Nowadays I would say that’s a little extra in public depending on where you are. But back then I was too young to know better. Yeah I guess in class maybe it is a bit much but that’s not the point. The point is these women said because I not only enjoyed submitting in bed but I enjoy submitting in most ways overall I was a bad example to other women and I should be ashamed of myself. Personally I honestly don’t like making most decisions, I would much rather find someone I trust implicitly and have them make my decisions for me this is still true to this day. My primary partner of over 10 years makes the majority of my decisions for me.

Apparently I was making things worse for all women by acting like this because when men see one women act like how I was acting they’ll expect it from other women or something. And also a bit of slut shaming and sort of body shaming which is best I’ve learned now very unfeminist. They would talk about me running around 3/4 naked was also bad for women in general. They said I was objectifying myself and a whole lot of stuff that was really insulting all in that vein.

So for years I was like fuck feminism. Obviously I always thought women and men are equal cuz I’m not a moron. But if they think the way I like to live my life hurts women in general and is morally wrong when I’m not hurting anybody and I’m just living how I want to be happy they can all suck my balls.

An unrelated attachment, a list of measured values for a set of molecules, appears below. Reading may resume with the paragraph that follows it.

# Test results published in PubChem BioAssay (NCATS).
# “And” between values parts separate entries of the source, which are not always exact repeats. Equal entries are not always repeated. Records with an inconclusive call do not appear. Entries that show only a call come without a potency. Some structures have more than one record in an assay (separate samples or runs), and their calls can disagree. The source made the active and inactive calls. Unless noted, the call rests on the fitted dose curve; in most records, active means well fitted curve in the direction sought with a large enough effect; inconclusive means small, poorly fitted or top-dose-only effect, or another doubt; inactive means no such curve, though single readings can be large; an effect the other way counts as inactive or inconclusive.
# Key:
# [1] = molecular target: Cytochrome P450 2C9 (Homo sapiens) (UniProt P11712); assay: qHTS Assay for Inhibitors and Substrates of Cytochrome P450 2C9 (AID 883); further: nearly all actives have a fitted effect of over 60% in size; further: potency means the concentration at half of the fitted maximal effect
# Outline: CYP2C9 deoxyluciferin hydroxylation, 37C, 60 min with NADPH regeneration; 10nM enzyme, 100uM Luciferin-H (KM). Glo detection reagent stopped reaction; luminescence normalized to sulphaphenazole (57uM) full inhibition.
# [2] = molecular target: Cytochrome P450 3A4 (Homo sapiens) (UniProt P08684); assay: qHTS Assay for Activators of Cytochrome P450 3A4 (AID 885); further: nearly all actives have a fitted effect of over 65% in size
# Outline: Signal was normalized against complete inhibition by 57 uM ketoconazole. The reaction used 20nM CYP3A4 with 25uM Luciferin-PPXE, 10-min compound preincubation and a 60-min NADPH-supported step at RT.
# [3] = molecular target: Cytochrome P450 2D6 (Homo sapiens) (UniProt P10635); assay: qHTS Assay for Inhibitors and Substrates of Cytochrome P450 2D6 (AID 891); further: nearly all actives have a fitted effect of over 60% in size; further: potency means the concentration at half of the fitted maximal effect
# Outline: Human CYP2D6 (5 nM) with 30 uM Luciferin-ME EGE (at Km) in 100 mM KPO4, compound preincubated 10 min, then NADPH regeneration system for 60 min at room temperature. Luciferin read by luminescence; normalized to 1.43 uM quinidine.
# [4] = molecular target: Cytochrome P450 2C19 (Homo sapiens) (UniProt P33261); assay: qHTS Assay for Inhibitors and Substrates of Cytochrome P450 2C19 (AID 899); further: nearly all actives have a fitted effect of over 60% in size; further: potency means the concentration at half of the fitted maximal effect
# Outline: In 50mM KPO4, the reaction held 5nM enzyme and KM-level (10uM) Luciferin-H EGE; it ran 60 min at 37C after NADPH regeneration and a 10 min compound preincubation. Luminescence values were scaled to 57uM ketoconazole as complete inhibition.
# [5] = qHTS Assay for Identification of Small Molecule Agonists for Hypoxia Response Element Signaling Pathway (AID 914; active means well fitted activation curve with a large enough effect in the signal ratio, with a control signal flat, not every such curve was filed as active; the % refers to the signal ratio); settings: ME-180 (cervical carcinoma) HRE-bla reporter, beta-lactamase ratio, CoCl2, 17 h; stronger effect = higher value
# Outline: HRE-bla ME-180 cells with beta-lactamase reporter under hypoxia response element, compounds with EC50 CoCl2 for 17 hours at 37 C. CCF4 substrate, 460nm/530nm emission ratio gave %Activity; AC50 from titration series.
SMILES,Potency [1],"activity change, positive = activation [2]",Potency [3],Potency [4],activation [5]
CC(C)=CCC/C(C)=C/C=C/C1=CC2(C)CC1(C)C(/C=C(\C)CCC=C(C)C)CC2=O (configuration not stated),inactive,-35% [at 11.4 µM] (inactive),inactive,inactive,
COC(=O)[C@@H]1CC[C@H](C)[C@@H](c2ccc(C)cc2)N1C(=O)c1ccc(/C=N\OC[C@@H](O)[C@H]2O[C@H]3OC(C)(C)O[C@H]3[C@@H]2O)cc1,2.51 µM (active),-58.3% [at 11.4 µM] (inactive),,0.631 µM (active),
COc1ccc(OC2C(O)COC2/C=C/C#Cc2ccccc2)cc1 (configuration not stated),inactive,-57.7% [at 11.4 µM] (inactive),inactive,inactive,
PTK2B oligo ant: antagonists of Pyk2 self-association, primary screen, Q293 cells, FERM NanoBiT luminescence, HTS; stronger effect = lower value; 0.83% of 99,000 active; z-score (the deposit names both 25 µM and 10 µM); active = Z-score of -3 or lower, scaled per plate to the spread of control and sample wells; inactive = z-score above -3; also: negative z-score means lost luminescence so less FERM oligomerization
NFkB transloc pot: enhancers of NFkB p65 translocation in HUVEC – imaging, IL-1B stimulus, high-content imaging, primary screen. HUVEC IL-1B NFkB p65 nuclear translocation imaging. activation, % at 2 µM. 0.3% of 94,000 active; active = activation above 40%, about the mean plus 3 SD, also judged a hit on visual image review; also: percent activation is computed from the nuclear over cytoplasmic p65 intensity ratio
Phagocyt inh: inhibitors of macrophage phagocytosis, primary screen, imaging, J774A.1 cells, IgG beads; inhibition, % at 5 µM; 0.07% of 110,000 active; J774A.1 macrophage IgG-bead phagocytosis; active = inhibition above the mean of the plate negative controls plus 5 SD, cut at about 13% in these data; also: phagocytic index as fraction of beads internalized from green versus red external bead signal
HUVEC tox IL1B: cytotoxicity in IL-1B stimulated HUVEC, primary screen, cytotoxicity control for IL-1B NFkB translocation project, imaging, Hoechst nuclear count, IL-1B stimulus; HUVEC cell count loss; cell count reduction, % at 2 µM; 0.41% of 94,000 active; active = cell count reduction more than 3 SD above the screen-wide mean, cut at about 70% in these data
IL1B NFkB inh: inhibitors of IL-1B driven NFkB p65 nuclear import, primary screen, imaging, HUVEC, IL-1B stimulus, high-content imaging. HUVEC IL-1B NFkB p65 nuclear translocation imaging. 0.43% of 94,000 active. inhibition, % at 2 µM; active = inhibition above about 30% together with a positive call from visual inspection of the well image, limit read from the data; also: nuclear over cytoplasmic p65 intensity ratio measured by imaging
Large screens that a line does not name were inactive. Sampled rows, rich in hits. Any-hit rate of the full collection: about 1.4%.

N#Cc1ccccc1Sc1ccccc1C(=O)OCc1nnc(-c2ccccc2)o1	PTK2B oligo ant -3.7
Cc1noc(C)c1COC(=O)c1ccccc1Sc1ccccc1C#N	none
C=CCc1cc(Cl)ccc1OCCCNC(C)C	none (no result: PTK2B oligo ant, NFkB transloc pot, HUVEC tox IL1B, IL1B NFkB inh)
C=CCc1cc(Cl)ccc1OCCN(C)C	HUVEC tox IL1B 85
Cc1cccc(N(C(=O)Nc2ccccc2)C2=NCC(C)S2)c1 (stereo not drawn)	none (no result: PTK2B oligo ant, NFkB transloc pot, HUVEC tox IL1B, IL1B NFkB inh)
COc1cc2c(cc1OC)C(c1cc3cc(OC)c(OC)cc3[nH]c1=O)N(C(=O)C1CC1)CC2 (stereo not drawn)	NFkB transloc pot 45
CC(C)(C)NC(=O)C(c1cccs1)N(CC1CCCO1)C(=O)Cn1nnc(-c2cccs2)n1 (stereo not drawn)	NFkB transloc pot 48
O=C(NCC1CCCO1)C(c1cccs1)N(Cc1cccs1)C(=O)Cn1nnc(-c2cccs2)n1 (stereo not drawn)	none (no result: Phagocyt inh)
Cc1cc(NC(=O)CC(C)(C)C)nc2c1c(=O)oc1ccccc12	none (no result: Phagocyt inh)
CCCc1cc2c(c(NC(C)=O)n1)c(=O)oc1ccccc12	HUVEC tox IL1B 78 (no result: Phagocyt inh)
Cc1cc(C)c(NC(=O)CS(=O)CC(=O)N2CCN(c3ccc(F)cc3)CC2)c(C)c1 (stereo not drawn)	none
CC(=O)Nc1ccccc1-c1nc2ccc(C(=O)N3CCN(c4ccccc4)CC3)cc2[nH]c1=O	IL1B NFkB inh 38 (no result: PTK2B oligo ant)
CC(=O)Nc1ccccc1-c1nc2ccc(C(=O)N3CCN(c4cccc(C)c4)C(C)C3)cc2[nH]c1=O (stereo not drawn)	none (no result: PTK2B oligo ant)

I later learned that they were a very vocal minority of feminist culture there are still some like that on the internet to this day I avoid them like the plague LOL. Judging from how I’ve been a reasonably extreme submissive since I was a little child and did not know what it was. Like hindsight makes me realize what those notions were but I was into the concept of being a submissive long before I had sex or was interested in sex. And isnt me living the life I want to live and being happy and content feminist cuz I surely think it is!

Anyway thanks Stacey, you are awesome! I’m going to go read my fantasy novel. Right now I’m rereading Lois McMaster Bujold Vorkosigan books which are absolutely awesome if anyone likes Space Opera. Everyone have a lovely day

Alan Robertshaw
Alan Robertshaw
3 years ago

@ Katiekitten

Sounds like you ran into “the personal is the political”. That was quite a popular view in lefty spaces in the 80s; maybe it still is in some circles?

Of course, in a way all actions are political. Even something as simple as buying a chocolate bar. Does having a Kit Kat mean you’re lending tacit support to anti breastfeeding propaganda in the developing world, with all that entails in terms of women and children’s health, and financial exploitation?